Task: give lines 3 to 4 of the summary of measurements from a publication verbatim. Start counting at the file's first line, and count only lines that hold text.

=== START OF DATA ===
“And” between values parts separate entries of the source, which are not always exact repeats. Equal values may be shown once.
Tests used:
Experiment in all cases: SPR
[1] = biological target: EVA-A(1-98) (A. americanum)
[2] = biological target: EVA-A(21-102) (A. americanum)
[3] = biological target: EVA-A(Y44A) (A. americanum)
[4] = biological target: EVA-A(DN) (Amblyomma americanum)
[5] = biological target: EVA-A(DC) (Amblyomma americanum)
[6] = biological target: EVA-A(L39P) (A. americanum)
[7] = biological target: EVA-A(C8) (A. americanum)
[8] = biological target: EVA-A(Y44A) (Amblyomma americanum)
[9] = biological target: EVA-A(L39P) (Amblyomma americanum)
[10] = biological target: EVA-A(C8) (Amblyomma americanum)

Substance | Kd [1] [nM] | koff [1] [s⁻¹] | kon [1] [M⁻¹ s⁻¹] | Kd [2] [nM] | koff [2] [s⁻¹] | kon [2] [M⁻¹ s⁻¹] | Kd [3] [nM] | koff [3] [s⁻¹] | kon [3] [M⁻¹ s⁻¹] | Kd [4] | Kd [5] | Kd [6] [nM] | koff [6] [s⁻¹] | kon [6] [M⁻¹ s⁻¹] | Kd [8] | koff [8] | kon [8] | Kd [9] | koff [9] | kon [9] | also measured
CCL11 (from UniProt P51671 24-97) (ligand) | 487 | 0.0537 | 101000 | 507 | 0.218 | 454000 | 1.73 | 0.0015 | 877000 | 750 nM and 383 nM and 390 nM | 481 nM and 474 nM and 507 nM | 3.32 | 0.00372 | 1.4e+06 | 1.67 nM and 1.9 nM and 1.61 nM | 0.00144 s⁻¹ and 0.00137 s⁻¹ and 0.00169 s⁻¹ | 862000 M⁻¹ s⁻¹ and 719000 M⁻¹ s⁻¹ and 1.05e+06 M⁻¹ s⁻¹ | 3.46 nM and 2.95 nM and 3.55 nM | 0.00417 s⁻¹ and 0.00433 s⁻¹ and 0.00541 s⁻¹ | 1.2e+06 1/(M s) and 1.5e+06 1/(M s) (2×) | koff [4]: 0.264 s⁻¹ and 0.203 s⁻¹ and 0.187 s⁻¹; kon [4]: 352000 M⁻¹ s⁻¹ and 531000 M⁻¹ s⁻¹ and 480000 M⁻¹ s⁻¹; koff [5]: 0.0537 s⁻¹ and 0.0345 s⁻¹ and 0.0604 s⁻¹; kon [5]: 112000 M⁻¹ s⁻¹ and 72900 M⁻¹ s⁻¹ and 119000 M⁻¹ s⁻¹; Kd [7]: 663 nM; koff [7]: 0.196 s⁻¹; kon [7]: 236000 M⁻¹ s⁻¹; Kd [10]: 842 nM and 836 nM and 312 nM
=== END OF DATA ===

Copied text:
Experiment in all cases: SPR
[1] = biological target: EVA-A(1-98) (A. americanum)